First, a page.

Added forecasts of cumulative confirmed cases for lower tier local authorities of England. The data is available from 2020-07-02 including all tests (pillar one and two). Only authorities with more than 5 cases in the previous week are included.
[2020-06-29] Tables in April included the world, but not the world as we know it (double counting China and the US). So removed the world from those old tables.
Why short-term forecasts can be better than models for predicting how pandemics evolve just appeared at The Conversation.
Thursday 2 July webinar at the FGV EESP - São Paolo School of Economics. This starts at 16:00 UK time (UTC+01:00) and streamed here.
[2020-06-24] Research presentation on short-term COVID-19 forecasting on 26 June (14:00 UK time) at the Quarterly Forecasting Forum of the IIF UK Chapter.
[2020-06-06] Removed Brazil from yesterday's forecasts (only; last observation 2020-06-05).
[2020-06-04] Data issues with confirmed cases for France.
Added an appendix to the short term paper with further forecast comparisons for European and Latin American countries.
Both Sweden and Iran have lost their peak in confirmed cases. For Sweden the previous peak was on 24 April (daily peak of 656 cases), for Iran it was on 31 March (peak of 3116). For Iran this looks like a second wave, with increasing daily counts for the last four weeks. For Sweden this is a sudden jump in confirmed cases in the last two days, compared to a fairly steady weekly pattern over the previous six weeks.
[2020-05-20] Problem with UK confirmed cases: negative daily count. This makes the forecasts temporarily unreliable.
Updated the second paper.
[2020-05-18] Minor fixes to the improved version of scenario forecasting, backported to 2020-05-13.
[2020-05-13] We now omit countries with fewer than 200 confirmed cases in the last week (25 for deaths).
The short-term paper has some small updates, including further comparisons with other models.
Data for Ecuador are not reliable enough for forecasting.
Switched to an improved version of scenario forecasting.
[2020-05-06] The New York Times is in the process of redefining its US state data. Unfortunately, at the moment only the last observation has changed (e.g New York deaths jumped from 19645 on 2020-05-05 to 25956 a day later). This means the data is currently useless; however it does bring it close to the Johns Hopkins/CSSE count (25626 on 2020-05-06). The aggregate US count is based on JH/CSSE so unaffected. We now use Johns Hopkins/CSSE US state data, including all states with sufficient counts. So the new forecasts cannot be compared to those previously.
A minor change is that we show the graph without scenario forecast if no peak has been detected yet.
[2020-04-29] See our blog entry at the International Institute of Forecasters.
US history of death counts revised in Johns Hopkins/CSSE data.
UK death counts have been revised to include the deaths in care homes. In the Johns Hopkins/CSSE data set, which we use, the entire history has been revised. So forecasts made up to 2020-04-29 cannot be compared to later outcomes. In the ECDC data set only the last observation has changed, causing a jump in the series.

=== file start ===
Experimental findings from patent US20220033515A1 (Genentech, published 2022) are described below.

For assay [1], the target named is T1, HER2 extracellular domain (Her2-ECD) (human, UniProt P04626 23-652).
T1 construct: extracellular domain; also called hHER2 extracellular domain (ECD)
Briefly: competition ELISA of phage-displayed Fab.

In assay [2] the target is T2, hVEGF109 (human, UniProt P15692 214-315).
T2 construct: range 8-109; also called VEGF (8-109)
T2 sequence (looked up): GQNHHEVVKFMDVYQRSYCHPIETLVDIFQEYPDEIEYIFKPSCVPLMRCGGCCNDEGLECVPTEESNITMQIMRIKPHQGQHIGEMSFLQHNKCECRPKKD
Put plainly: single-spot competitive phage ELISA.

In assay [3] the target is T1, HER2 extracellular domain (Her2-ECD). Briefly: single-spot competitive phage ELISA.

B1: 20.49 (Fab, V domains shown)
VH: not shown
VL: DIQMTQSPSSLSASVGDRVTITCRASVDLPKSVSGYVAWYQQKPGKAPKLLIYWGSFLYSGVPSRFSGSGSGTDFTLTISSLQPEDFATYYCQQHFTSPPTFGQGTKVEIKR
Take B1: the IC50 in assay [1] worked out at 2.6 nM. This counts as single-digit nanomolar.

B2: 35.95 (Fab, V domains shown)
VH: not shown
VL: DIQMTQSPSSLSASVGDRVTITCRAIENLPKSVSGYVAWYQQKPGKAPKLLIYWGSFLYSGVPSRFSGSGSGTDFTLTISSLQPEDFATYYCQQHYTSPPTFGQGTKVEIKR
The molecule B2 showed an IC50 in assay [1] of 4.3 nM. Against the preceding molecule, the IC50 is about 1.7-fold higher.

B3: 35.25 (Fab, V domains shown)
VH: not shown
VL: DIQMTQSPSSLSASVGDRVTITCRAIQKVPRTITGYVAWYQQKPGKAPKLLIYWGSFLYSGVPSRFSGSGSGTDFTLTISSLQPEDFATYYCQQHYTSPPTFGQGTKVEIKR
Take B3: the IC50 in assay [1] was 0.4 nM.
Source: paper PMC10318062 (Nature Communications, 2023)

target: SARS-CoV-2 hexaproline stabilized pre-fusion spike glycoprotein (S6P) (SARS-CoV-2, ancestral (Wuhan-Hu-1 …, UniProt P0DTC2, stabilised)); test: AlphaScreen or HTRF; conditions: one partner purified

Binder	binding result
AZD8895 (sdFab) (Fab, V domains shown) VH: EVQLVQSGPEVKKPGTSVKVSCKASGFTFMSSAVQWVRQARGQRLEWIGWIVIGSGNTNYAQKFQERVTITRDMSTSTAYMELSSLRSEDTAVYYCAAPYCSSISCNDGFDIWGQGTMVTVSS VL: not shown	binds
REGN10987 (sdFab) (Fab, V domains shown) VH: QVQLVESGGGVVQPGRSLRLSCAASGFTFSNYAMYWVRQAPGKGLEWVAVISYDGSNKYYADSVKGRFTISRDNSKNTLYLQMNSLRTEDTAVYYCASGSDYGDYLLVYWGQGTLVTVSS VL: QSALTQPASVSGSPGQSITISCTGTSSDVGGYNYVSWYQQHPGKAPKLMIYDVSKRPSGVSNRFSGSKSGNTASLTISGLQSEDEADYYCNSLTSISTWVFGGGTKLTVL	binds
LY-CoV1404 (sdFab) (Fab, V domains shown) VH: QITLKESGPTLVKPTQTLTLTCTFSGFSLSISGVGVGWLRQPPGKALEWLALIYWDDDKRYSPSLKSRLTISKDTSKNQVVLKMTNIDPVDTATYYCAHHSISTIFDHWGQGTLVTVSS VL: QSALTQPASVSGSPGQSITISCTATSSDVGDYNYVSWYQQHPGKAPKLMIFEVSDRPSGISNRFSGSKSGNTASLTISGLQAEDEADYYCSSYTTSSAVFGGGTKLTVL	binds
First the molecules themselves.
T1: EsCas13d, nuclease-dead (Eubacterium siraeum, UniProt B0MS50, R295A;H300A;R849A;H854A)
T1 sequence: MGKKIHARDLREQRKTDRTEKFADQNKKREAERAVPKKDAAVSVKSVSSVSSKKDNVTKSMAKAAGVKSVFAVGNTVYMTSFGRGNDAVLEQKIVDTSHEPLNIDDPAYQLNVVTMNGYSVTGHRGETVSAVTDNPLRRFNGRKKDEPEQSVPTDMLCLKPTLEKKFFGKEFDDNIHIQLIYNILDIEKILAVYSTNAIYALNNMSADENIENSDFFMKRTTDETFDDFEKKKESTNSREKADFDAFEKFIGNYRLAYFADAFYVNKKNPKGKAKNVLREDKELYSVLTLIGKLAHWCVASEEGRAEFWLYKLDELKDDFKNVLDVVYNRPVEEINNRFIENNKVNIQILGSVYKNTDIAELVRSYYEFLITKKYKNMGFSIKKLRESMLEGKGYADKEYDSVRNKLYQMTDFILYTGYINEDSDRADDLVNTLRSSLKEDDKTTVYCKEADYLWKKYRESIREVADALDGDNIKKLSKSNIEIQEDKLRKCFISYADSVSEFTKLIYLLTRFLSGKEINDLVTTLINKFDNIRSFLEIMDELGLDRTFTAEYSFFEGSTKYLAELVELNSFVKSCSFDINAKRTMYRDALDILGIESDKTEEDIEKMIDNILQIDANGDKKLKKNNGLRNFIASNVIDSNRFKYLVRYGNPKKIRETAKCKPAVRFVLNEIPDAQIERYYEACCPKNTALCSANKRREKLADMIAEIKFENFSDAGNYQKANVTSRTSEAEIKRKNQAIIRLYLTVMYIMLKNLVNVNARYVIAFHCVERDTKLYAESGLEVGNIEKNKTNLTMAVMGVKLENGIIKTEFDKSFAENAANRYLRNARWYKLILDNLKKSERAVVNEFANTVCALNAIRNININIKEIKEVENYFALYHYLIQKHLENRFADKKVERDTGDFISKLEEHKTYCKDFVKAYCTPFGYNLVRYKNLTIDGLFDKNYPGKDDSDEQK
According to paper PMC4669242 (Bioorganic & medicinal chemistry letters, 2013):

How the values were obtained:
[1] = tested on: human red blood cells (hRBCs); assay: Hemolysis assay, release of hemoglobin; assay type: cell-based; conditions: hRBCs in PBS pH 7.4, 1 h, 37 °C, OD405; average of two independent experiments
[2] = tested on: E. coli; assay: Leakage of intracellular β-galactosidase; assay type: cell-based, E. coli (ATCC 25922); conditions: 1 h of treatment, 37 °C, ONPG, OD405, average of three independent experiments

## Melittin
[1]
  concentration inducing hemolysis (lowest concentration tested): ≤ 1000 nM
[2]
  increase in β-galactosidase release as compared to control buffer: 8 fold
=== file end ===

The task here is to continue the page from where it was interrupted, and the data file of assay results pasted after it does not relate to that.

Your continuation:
[2020-04-27] Our short-term COVID-19 forecasting paper is now available as Nuffield Economics Discussion Paper 2020-W06.
A small adjustment has been made to the scenario forecast methodology, and will be documented shortly.
[2020-04-24] A summary of our work on short-term COVID-19 forecasting appeared as a voxeu.
[2020-04-17] Bird and Nielsen look into nowcasting death counts in England.
[2020-04-16] Added scenario forecasts to all graphs now. This would now be the preferred forecast for most.
This is the first time with a peak in confirmed UK cases (also for deaths, but this is uncertain because it is at the same date).
[2020-04-10] Updated documentation with better description of short-term estimates and peak determination.
[2020-04-09] Added table with estimated peak dates (if happened) and dates to and since the peak. Note that this can be a local peak, and subsequent re-acceleration (or data revisions) can result in a new peak later.
[2020-04-08] Minor correction to peak estimates. Added table with scenario forecasts.
[2020-04-06] Added a post hoc estimate of the peak number of cases. This needs at least three confirmed observations (four for deaths) after the event. It is based on the averaged smooth trend, and can change later or be a local peak. It is marked with a vertical line with the date label, or a date with left arrow in the bottom left corner of the graph. This is backported to 2020-04-04.
[2020-04-02] Now including more US States, based on New York Times data.
[2020-03-31] Scenario forecasts, based on what happened in China earlier this year, are presented for several countries (line marked with x). Created more plausible 90% confidence bands (dotted line in same colour).
[2020-03-26] Scenario forecasts that are based on what happened in China earlier this year, only for Italy.
[2020-03-24] Our forecasts are starting to overestimate in some cases. This was always expected to happen when the increase starts to slow down. Scenario forecasts that are based on what happened in China earlier this year, but only for Italy and Spain sofar.

Initial visual evaluation of forecasts of Confirmed